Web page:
Across many parts of the country, it’s getting harder to engage in the democratic process.
In my home state of Idaho, for instance, a recent change to the law surrounding ballot initiatives enacted in April makes it virtually impossible for ordinary citizens to affect major political change. Bills strongly targeting young and poor voters were also put forward in that same legislative session.
According to the Brennan Center for Justice, in the last year, 17 states have enacted laws restricting access to vote. By comparison, Washington feels like a voter’s paradise. Although one of the easiest states to cast a ballot in, we were ranked second only to Oregon in a 2020 study on the ease of voting in each of the 50 states.
While it is comparably convenient to vote in Washington, there is still ample room for improvement.
“Washington’s automatic registration applies only to the relatively small proportion of citizens with enhanced driver’s licenses,” said Andrew Reding, executive board chair of the Whatcom Democrats.
He then pointed out that Oregon goes further, automatically registering holders of driver’s licenses and state identification cards.
“That is discriminatory against anyone who does not have a motor vehicle, including lower-income persons and therefore also BIPOC persons who are disproportionately lower income,” Reding said.
Linking automatic registration to holders of enhanced licenses is naturally limiting, and while Oregon’s method is more inclusive it still limits automatic registration disproportionately to white voters. A 2015 study by Project Vote found that, irrespective of vehicle ownership, both minority and lower-income households are often over 10% more likely to lack forms of state-issued identification. This same study found that young voters are equally likely to lack ID, with 15% of those between the ages of 17 and 20 and 11% of those between the ages of 21 and 24 lacking proper forms of ID.
Major change has been slow. While some improvements to accessibility have been made, Washington still needs to do better.
The Native American Voting Rights Act of Washington, passed into law in 2019, is one of these improvements. The voting law allows tribal members, who often rely on nontraditional addresses such as post office boxes to receive mail, to use those addresses to receive their ballots. The law also makes provisions for tribes to request that ballot boxes be set up on reservations, to decrease the travel time necessary to cast a vote.
Even as it becomes easier for some marginalized communities in Washington to receive their ballots and cast their votes, barriers remain for many in the registration process.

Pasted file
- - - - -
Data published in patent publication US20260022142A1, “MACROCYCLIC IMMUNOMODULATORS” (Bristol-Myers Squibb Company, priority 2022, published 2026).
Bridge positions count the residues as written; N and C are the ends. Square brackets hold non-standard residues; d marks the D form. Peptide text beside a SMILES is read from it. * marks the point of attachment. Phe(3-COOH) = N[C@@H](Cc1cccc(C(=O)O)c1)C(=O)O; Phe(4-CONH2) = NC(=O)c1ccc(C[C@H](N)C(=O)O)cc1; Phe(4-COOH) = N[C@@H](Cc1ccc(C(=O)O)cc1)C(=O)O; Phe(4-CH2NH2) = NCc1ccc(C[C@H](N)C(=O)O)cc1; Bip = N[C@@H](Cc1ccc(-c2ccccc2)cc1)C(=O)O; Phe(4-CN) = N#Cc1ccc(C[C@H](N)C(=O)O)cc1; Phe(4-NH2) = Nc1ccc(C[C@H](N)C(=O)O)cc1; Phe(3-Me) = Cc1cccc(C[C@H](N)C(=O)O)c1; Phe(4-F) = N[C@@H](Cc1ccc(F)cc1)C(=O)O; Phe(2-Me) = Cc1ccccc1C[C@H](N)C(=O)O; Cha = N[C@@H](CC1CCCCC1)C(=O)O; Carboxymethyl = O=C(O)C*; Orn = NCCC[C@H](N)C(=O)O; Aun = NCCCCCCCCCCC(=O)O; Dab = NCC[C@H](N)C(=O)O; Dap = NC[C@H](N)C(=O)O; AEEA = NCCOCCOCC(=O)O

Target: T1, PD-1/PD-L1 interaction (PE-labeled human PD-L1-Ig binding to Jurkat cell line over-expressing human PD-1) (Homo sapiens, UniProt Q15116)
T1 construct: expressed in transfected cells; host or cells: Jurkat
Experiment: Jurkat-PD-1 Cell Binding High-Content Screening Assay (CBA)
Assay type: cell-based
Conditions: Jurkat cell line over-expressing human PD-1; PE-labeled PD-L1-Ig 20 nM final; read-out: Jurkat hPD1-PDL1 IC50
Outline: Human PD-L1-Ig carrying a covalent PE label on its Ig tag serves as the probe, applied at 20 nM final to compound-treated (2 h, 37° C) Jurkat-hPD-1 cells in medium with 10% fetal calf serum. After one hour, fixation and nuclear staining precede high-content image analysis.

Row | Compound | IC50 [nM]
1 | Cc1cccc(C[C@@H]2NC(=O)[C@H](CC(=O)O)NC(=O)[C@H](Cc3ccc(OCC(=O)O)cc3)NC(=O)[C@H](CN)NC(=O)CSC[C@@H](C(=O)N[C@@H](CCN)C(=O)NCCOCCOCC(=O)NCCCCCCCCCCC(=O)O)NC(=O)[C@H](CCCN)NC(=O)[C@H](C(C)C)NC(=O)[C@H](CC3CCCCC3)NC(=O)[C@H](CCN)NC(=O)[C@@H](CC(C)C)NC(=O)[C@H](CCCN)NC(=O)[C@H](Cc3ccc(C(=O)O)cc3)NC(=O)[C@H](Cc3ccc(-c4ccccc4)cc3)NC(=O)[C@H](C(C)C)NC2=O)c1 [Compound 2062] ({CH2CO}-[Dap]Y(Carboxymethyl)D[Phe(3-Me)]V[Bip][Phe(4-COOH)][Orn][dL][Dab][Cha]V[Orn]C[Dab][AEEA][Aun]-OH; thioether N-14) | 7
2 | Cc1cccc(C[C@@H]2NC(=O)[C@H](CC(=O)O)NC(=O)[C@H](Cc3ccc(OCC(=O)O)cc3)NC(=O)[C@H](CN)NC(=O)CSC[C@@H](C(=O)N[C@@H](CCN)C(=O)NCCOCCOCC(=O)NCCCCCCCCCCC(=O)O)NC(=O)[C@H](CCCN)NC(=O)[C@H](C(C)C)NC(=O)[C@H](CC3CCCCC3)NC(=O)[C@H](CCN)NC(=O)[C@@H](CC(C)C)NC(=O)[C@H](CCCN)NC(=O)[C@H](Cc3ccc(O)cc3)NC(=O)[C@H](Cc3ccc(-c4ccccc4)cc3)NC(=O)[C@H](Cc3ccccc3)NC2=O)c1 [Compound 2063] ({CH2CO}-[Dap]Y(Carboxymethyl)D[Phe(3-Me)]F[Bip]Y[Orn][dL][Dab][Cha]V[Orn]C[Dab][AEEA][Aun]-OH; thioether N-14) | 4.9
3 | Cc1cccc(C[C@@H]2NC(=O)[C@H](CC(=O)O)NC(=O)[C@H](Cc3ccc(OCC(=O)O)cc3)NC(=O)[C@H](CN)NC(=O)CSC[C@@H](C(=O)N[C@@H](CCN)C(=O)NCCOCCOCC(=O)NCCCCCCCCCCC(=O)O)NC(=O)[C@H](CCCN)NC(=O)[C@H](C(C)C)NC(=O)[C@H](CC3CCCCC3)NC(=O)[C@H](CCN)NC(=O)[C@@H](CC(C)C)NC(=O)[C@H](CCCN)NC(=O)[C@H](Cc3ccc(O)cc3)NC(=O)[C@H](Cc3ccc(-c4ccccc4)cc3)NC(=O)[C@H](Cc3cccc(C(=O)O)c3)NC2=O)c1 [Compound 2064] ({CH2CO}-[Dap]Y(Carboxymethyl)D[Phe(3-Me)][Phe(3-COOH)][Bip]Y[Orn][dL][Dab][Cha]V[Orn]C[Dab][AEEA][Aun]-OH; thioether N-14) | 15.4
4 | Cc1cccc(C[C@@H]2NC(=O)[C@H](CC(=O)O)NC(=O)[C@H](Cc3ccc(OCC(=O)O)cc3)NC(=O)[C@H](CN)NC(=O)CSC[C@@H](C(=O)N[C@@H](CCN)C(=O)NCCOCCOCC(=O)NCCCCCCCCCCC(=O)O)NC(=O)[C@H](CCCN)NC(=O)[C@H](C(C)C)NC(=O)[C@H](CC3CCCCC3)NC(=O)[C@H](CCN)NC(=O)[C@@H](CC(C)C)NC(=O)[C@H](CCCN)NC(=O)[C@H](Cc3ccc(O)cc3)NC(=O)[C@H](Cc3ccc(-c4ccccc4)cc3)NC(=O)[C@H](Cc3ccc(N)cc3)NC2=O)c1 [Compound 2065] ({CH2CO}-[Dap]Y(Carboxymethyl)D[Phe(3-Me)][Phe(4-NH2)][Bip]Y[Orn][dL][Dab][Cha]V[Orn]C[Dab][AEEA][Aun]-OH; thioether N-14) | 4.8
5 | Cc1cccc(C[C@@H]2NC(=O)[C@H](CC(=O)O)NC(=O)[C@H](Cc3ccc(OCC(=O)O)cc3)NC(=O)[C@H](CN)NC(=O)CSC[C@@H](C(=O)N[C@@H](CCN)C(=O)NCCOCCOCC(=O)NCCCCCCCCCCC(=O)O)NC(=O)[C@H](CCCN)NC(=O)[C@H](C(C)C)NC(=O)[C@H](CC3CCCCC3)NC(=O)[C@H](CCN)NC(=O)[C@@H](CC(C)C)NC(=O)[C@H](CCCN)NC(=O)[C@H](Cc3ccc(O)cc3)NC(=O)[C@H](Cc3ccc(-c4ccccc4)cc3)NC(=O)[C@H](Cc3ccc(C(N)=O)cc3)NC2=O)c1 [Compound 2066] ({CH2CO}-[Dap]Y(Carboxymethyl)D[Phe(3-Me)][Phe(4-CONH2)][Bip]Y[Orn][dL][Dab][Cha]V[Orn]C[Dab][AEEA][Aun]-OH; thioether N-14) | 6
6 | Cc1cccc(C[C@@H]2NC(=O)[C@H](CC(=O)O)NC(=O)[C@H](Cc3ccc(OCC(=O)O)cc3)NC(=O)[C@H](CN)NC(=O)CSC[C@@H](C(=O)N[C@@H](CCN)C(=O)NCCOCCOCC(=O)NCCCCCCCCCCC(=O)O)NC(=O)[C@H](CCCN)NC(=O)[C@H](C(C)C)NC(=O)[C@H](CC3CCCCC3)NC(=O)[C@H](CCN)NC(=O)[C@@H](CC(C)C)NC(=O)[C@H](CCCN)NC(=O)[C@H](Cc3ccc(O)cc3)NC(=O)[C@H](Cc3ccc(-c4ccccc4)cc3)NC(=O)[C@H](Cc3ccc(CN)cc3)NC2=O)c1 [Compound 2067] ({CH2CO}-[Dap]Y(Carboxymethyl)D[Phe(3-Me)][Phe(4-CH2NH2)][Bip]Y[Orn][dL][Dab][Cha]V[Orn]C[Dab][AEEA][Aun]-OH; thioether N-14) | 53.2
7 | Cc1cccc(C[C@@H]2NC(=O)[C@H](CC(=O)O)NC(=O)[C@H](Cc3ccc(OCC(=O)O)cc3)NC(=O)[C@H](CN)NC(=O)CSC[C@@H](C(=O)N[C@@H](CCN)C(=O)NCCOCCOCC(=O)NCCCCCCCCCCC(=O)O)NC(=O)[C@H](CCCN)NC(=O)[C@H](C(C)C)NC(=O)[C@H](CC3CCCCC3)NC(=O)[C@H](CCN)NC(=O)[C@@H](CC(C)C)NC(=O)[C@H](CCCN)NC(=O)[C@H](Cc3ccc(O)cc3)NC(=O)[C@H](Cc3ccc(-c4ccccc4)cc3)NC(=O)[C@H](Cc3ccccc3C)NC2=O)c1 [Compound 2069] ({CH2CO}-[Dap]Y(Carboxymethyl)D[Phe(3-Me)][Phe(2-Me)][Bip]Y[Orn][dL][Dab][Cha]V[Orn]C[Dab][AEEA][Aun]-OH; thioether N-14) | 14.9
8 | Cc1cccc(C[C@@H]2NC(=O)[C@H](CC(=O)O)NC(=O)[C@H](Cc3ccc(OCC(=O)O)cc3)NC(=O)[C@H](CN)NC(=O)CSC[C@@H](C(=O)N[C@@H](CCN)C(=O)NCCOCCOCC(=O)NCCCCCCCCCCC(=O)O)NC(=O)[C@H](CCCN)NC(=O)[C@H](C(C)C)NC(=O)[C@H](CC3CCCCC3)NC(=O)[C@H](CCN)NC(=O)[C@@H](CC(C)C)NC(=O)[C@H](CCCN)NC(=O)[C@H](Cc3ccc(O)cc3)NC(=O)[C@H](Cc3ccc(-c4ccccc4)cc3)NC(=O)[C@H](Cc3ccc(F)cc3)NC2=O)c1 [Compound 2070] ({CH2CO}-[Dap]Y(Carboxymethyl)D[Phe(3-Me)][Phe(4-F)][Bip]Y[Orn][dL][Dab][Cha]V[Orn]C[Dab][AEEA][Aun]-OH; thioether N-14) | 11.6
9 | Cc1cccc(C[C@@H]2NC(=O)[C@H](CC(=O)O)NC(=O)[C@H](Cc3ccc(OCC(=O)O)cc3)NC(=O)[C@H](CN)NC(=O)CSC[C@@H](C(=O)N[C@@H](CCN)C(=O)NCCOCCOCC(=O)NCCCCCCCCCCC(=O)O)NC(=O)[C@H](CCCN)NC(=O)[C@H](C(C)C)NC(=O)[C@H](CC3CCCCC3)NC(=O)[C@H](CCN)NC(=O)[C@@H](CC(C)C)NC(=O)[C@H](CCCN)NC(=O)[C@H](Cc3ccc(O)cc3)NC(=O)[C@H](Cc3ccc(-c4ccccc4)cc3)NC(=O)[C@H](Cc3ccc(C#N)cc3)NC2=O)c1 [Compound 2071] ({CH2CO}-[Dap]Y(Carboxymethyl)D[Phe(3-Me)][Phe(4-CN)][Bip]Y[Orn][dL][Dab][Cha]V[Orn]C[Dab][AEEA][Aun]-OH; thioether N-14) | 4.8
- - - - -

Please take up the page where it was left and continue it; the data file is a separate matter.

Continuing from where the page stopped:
“Non-English speaking people in our communities struggle with filling out voter registration that is entirely in English, which is why providing multilingual voter registration is critical,” said Kaylee Galloway, a candidate for Whatcom County Council, in an email.
In a state where the governor has recently outlined plans for what he describes as a “historic commitment to diversity, equity and inclusion,” it’s important to remember that a fair number of people living here are effectively unable to vote due to a language barrier.
“With Washington State being home to a diverse community, any disenfranchisement is a huge deficit in providing representation to everyone who calls this place home,” Galloway said. “Unfortunately, we see that low-income and BIPOC communities are disproportionately impacted by bad policy and systemic racism and discrimination, which is why we must continue to advocate for increased voter access.”
Eligibility to vote is another way in which access to the ballot in Washington has gradually improved, but it also represents a way in which Washington continues to miss the mark and fail some of the state’s most vulnerable populations.
House Bill 1078 was signed into law in April. Effective in 2022, it will automatically restore the right to vote to felons upon their release from prison. This is undeniably a bold and progressive step for Washington, but in some ways, it feels like too little, too late.
Washington is one of many states that strip felons of their voting rights while imprisoned. People of color are incarcerated at much higher rates across the country, leading to a disproportionate and discriminatory removal of their right to vote.
The disenfranchisement of felons is, perhaps unsurprisingly, rooted in attempts to suppress the votes of minority populations in the wake of the expansion of suffrage to Black citizens. For us here in Washington, there is a model of a better way. Maine, Vermont and the District of Columbia never strip felons of their right to vote, allowing participation even while incarcerated.
Going beyond the return of rights offered by HB 1078, Washington should not be stripping individuals of those rights in the first place.
In Washington, access to the ballot is ultimately better than in much of the country, but that doesn’t excuse all of the barriers that still exist for many of our citizens. Voting is the most effective way to participate in our democracy, and by limiting our systems for automatic registration and denying it to the incarcerated, we hurt the very foundations of our nation.
Caleb Lyon (he/him) is the opinion editor for the Front this quarter. He is a fourth-year studying Medieval History with minors in Latin and Law, Diversity, and Justice. Caleb has a wide range of writing interests and is hoping to expand community submissions to the Opinion section during his time at The Front. In his free time, he can be found reading, visiting museums, or enjoying the outdoors. You can reach him at email@example.com.